Gormenghast (2000)

Reviewer: Charity Bishop
 

Based on the best-selling book series by Marvin Peake, this miniseries features a superb cast of characters and a dark, moody, sinister undertone as it follows the exploits of a treacherous kitchen boy socially climbing into a position of power and influence with the Groan family.

 

The Groans have ruled Gormenghast for centuries and will continue to do so, come hell or high water. The latest unattractive Groan is the violet-eyed, most hideous baby anyone has ever seen -- Titus. His birth is of no interest to his mother, Lady Gertrude (Celia Imrie), who tells Nanny (June Brown) to bring him back when he's six and returns her attention to her white rook, Mr. Chalk. It angers his older sister Lady Fushia (Neve McIntosh), who doesn't want a baby brother -- until she discovers he's been dropped on his head and is ugly, then she's quite in love with him. And it is welcome but shocking news for Lord Groan (Ian Richardson), who in his delicate mental state welcomes this happy news before returning to the books in his beloved library. The happy event (to some) coincides with the escape of Steerpike (Jonathan Rhys-Myers) from the kitchens; an abused and unwanted, bitter young man, he hopes for better things and tries to convince Lord Groan's faithful servant Flay (Christopher Lee) to find him a position upstairs. A man of few words but utter dedication to the castle and its inhabitants, Flay swiftly dislikes and distrusts him and sends him on his way.

 

Through cleverness, Steerpike manages to endear himself to Lady Fushia, who then takes him across the lane to the home of Dr. Prunesquallor (John Sessions) and his unhappy spinster sister (Fiona Shaw). He finds employment there and unbeknown to one and all, plots to bring the Groan family to its knees, with the assistance of Lord Groan's half-wit sisters Cora and Clarice (Lynsey Baxter, Zoe Wannamaker). As he lays his diabolical plans and cracks begin to appear in the ancient traditions of Gormenghast, only one soul will eventually have the discernment to stand against him -- the most hideous violet-eyed child.

 

Having never read the books, it took a few years for me to get into this story -- I had tried watching it after its initial release and it was a bit too absurd for my taste, but recently indulging in Pratchett and learning the humor to be derived from utter foolishness, Gormenghast was far more enjoyable this go-around. It is not for everyone, however... its sense of humor is often quite wicked and there is a lot of darkness to be found in this castle, however absurd its characters. By the final episode the villain is dancing about with corpses and not all the main characters make it to the end. But it does have some wonderful moments, serious conversations that have real emotional impact on the audience -- one of them is the horrific scene in the garden in which Lord Groan suddenly asks who his daughter is. The ensuing conversation is both touching and heart-wrenching as we realize that his mind is quite gone.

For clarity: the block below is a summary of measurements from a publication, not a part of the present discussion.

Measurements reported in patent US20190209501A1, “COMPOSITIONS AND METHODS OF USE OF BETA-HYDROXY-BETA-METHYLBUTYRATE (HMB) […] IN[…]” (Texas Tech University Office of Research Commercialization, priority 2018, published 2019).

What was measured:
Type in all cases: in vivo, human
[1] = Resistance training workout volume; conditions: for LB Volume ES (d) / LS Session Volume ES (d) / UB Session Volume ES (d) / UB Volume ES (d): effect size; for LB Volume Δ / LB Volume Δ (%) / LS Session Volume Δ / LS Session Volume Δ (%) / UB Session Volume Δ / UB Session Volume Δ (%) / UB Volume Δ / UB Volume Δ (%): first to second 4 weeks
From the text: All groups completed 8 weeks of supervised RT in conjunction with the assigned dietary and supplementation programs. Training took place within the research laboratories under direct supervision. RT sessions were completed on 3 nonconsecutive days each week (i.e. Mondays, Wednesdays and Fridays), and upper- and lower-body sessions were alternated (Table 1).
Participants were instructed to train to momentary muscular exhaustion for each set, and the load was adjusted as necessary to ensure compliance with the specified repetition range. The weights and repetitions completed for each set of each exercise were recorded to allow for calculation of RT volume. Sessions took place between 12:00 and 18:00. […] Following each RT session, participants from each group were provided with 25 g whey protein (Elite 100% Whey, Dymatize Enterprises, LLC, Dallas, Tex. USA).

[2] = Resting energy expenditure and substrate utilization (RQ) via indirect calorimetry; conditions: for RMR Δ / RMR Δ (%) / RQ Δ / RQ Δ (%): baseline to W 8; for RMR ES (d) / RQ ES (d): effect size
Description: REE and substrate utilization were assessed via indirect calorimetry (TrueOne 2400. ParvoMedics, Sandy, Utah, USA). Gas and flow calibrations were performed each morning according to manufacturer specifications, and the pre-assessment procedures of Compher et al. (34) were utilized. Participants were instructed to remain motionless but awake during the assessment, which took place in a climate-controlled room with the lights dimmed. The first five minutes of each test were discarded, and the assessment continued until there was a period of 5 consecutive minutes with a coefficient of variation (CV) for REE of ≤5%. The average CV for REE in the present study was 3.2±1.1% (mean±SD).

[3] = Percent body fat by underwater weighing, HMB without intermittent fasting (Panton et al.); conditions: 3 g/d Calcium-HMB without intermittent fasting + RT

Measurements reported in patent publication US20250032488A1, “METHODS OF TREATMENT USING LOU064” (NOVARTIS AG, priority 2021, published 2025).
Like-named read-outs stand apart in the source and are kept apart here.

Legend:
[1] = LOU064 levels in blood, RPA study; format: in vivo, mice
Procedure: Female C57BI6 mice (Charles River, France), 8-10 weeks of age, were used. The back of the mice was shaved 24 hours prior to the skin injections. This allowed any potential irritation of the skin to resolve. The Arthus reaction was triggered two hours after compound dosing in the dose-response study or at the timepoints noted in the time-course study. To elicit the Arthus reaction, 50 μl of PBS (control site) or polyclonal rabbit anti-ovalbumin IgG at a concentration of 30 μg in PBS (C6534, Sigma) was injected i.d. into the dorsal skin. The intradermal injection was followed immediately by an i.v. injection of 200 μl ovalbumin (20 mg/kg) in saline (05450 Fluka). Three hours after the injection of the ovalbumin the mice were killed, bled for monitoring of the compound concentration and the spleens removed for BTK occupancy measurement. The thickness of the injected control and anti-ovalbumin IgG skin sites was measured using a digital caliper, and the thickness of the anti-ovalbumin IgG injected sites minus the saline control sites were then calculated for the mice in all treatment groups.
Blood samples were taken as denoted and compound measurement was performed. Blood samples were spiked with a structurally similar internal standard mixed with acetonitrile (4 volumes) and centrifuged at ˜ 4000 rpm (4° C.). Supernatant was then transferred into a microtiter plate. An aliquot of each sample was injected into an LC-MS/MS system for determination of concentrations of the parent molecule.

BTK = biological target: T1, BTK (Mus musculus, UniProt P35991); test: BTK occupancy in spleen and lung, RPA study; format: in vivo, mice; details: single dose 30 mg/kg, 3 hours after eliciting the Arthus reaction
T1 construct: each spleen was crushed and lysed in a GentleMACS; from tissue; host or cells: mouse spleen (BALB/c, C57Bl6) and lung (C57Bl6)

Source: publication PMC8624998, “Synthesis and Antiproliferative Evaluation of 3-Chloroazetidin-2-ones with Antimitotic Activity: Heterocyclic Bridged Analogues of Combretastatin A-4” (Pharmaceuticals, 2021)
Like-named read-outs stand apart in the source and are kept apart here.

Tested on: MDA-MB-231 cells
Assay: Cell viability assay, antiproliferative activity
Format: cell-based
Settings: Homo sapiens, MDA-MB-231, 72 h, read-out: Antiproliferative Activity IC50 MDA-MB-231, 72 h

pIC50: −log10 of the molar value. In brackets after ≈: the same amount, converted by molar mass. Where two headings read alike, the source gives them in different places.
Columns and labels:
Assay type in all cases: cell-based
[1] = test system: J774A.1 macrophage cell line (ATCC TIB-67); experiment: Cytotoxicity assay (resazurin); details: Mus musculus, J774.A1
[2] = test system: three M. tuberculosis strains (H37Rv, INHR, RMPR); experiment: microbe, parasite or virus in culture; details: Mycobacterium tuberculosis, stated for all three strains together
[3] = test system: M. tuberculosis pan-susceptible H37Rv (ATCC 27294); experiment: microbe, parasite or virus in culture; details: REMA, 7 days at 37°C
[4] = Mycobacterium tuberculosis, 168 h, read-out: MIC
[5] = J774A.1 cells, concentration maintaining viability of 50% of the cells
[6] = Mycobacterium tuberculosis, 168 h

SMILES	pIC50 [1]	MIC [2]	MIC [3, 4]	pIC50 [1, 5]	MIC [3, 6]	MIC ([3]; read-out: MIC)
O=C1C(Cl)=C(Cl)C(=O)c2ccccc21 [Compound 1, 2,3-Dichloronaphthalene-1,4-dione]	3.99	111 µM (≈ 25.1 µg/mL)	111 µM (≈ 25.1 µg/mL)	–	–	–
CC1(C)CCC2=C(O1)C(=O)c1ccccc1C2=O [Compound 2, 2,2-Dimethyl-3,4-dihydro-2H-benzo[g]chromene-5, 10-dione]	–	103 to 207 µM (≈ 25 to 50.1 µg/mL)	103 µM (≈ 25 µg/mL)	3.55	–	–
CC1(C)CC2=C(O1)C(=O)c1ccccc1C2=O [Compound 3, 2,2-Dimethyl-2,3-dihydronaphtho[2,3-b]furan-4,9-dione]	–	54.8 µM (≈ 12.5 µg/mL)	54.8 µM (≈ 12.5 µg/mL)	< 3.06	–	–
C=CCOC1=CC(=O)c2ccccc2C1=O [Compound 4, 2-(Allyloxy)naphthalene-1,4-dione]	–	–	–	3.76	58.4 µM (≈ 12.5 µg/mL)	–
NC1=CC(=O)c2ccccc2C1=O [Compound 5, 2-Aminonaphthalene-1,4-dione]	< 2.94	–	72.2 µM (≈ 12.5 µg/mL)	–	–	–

The final hour also has a twist that places Steerpike in a mask and whether deliberately or unintentionally, from that moment on I was having flashbacks to The Phantom of the Opera and its evil but tragic protagonist. He is both a horrific and quite mad villain, but also one that in moments encourages your sympathy. Of course, the insanity is nothing new -- everyone in the castle is in some way insane, which leads to some truly hilarious moments. One of the finest things is the cast -- you have a range of superb actors that later on include Stephen Fry as an overly sleepy professor at the half-rate school, but the seriousness with which they take these characters is magnificent. Richardson attacks Lord Groan with the dedication most actors put into King Lear, while Myers impressed me with his subtleties in the second half.

 

The antics and humiliating events here are worthy of Shakespeare, while the darkness and dramatics remind me much more of Dickens. It is part satire, part humor, part demented genius and quite frankly, unlike anything I have ever seen before. You need a slightly twisted sense of humor to enjoy it and I suspect you will know within ten minutes or not whether this is the miniseries for you.

  

  

Sexual Content:

In the first episode, we see the nipple of a wet nurse; in the third, a naked man runs through the garden (several long shots of backside nudity). Titus is passed a risqué drawing of intercourse. Sexual references; a naked baby boy; quick side shots on a naked woman.

   

Language:

Frequent, the worst of it being "bloody bastard" (one of the professor's favorite phrases); the secretary is always screeching "hell."

    

Violence:

Gruesome, dark implications of dropping babies on their heads (unseen) to the murderous intentions of the staff. (The cook takes after Mr. Flay with a butchering mallet!) A man has his ear cut off; people fall to their deaths out of windows; a man is stabbed with a knife and set on fire (he grabs another man and tries to burn them both alive); a character commits suicide by drowning; two people are stabbed in the neck and die; a monkey accidentally has its tail cut off; a cat is thrown across a room. We see skeletal corpses, implying two women starved to death.